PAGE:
In addition to the aforementioned PowerVCR II app, the ClientPro All-in-One's software bundle includes InterVideo's WinDVD 4.0 for watching DVDs and Ahead's Nero CD-burning app. Plus, if you opt for the home office/small business configuration of this PC, you get your choice of four Microsoft Office suites.
Application performance
The MPC ClientPro All-in-One's SysMark2002 score of 262 trailed that of other midrange systems we've tested recently--due in large part to its outdated SIS 645DX chipset. Although the system performs about one processor class behind where it should, it still turned in respectable benchmark scores, considering the trade-offs required to fit all of the components into such a compact design. Thin though it is, it still has enough muscle for all but the most demanding apps.
Application performance  (Longer bars indicate better performance)
BAPCo SysMark2002 rating  
SysMark2002 Internet-content-creation rating  
SysMark2002 office-productivity rating  
Gateway 500XL (2.6GHz Intel P4, 512MB DDR SDRAM 400MHz)
ABS Awesome 4500 (2.6GHz Intel P4, 512MB DDR SDRAM 400MHz)
Falcon Northwest FragBox (2.66GHz Intel P4, 512MB DDR SDRAM 333MHz)
MPC ClientPro All-in-One (2.8GHz Intel P4, 512MB DDR SDRAM 333MHz)
HP Pavilion a250e (2.17GHz AMD Athlon XP 3000+, 512MB DDR SDRAM 333MHz)

To measure application performance, CNET Labs uses BAPCo's SysMark2002, an industry-standard benchmark. Using off-the-shelf applications, SysMark measures a desktop's performance using office-productivity applications (such as Microsoft Office and McAfee VirusScan) and Internet-content-creation applications (such as Adobe Photoshop and Macromedia Dreamweaver).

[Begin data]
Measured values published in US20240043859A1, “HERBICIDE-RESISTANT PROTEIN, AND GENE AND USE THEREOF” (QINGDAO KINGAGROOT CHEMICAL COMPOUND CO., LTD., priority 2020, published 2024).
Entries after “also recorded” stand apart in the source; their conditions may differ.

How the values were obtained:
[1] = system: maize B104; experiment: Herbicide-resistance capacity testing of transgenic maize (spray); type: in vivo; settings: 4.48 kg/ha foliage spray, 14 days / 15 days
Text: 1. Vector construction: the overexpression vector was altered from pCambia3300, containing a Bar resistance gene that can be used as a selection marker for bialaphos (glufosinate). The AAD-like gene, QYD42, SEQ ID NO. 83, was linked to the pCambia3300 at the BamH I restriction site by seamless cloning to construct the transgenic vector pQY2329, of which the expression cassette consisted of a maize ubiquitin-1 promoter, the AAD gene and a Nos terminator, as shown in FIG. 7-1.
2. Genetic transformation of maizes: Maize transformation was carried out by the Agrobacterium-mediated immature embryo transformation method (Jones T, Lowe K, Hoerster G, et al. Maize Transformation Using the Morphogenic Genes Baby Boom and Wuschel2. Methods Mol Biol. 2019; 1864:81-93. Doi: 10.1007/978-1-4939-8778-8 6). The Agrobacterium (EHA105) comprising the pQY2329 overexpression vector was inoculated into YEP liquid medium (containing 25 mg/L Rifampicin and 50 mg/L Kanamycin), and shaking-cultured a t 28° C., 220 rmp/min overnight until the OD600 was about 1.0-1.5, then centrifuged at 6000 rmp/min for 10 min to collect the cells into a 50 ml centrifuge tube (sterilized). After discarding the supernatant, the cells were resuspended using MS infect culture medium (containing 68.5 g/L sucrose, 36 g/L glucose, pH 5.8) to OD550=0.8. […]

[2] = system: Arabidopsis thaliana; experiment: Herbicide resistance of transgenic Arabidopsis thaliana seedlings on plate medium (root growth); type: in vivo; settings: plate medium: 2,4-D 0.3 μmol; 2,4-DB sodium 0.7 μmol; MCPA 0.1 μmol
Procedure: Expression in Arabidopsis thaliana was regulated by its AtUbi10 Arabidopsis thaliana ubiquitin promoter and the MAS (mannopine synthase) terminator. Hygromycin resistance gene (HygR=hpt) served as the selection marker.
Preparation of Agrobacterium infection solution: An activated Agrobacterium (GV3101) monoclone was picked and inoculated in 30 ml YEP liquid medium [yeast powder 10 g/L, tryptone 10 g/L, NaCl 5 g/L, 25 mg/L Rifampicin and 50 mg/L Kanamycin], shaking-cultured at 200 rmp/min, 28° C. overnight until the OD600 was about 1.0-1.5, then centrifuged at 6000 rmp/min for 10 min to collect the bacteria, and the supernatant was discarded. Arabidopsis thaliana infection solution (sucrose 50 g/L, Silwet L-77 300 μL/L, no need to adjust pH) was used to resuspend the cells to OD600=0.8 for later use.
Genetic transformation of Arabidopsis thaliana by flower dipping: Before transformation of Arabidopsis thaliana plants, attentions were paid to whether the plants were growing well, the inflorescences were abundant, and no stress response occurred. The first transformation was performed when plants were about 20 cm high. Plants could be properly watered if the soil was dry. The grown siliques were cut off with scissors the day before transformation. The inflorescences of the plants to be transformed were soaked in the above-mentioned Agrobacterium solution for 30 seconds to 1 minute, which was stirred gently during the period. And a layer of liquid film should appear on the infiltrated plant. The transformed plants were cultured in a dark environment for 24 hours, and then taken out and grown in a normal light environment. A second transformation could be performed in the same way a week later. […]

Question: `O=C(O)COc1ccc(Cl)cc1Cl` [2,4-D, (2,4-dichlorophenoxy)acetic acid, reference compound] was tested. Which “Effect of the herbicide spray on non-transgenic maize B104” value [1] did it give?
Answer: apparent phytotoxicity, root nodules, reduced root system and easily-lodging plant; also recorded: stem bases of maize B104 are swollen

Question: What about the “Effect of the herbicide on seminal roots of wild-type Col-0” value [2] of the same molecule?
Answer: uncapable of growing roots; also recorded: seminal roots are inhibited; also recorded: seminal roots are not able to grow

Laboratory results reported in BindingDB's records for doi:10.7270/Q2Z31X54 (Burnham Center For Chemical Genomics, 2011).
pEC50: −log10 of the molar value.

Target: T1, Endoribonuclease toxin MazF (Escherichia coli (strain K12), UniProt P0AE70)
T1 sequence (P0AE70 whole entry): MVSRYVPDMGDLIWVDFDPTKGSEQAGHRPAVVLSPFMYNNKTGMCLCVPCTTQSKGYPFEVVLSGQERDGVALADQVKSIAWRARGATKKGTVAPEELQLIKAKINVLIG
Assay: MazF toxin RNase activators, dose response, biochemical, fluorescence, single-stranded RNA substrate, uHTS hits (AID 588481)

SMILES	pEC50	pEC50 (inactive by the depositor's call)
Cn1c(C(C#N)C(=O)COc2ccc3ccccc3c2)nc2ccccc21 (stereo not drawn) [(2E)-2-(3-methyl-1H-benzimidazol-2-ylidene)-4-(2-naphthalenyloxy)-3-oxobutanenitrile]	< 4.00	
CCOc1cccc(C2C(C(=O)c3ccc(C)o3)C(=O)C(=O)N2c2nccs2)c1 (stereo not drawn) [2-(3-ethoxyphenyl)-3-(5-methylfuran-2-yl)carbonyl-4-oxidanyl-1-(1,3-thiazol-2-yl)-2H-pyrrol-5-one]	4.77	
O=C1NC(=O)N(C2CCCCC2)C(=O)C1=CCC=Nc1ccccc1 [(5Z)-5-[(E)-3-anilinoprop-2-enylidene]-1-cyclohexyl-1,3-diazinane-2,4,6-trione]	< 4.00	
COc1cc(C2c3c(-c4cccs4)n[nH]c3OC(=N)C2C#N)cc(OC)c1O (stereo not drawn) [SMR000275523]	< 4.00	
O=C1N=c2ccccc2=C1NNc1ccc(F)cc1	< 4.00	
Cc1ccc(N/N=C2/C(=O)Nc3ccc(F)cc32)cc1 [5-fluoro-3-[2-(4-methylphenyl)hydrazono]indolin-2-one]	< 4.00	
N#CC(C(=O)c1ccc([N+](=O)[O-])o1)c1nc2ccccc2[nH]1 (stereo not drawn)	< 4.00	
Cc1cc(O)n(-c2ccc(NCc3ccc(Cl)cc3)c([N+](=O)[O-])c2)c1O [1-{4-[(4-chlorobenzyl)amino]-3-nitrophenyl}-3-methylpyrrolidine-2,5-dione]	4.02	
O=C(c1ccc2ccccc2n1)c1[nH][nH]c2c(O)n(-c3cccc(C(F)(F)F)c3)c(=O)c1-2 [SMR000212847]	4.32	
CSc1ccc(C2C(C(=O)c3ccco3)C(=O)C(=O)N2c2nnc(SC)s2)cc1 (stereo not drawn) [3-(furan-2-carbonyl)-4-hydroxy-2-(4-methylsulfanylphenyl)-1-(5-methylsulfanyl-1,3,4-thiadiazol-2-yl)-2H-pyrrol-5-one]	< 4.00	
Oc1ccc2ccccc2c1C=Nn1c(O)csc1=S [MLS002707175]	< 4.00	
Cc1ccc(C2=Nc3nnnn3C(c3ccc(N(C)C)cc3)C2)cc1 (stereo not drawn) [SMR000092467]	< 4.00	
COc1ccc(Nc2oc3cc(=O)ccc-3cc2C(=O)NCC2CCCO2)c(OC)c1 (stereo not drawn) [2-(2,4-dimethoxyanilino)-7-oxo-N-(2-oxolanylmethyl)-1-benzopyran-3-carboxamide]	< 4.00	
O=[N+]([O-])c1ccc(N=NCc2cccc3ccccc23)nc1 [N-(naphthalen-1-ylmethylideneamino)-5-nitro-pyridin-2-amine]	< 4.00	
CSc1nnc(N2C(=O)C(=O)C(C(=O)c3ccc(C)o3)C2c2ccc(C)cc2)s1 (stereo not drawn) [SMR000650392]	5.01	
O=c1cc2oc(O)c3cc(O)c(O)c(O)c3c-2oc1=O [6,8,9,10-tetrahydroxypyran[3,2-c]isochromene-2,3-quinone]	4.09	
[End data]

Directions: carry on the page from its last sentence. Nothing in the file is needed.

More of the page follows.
3D graphics performance
One of the sacrifices MPC makes in squeezing a desktop PC into such a thin chassis is using a notebook graphics card (the ATI Mobility Radeon 9000) instead of a larger, more powerful card built for desktops. The 3DMark2001 scores show the ClientPro All-in-One trailing by 20 to 32 percent mainstream systems with midrange cards from ATI and Nvidia. Though it's able to play some games, serious gamers looking to play the latest titles will require a system that can accommodate a full-size, desktop graphics card. However, for its intended use, displaying TV and DVDs, the MPC ClientPro is up to the task.

3D graphics performance  (Longer bars indicate better performance)
Futuremark's 3DMark2001 Second Edition Build 330 (16-bit color)  
Futuremark's 3DMark2001 Second Edition Build 330 (32-bit color)  
Falcon Northwest FragBox (Nvidia GeForce FX 5600 Ultra)
ABS Awesome 4500 (Nvidia GeForce FX 5600)
HP Pavilion a250e (Nvidia GeForce FX 5600)
Gateway 500XL (ATI Radeon 9600)
MPC ClientPro All-in-One (ATI Mobility Radeon 9000)

To measure 3D graphics performance, CNET Labs uses Futuremark's 3DMark2001 Pro. We use 3DMark to measure a desktop's performance with the DirectX 8 interface at both 16-bit and 32-bit color settings at a resolution of 1,024x768. A system that does not have DX8 hardware support will typically generate a lower score than one that has DX8 hardware support.